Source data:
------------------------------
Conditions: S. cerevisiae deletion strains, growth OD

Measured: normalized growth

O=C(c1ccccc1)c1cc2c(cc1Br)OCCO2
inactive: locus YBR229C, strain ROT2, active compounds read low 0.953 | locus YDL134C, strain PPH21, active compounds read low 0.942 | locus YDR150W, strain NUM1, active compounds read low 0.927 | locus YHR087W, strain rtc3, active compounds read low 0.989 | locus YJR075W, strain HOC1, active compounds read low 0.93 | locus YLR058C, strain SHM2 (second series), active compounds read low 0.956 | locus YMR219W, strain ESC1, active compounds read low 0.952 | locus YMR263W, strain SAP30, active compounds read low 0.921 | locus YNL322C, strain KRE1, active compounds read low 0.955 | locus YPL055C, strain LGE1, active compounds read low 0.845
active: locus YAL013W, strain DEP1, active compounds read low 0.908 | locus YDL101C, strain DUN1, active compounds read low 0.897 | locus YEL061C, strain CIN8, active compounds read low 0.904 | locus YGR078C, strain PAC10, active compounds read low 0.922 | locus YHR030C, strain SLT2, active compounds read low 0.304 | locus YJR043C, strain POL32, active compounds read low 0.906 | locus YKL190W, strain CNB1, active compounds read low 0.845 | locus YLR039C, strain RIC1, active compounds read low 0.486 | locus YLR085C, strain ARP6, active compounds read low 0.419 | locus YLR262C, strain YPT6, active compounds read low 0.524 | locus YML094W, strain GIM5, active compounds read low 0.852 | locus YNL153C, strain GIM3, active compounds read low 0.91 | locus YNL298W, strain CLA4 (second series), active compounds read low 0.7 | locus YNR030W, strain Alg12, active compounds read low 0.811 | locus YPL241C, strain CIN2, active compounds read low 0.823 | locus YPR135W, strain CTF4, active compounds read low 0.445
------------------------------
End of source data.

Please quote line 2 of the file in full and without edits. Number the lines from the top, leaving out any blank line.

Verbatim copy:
Measured: normalized growth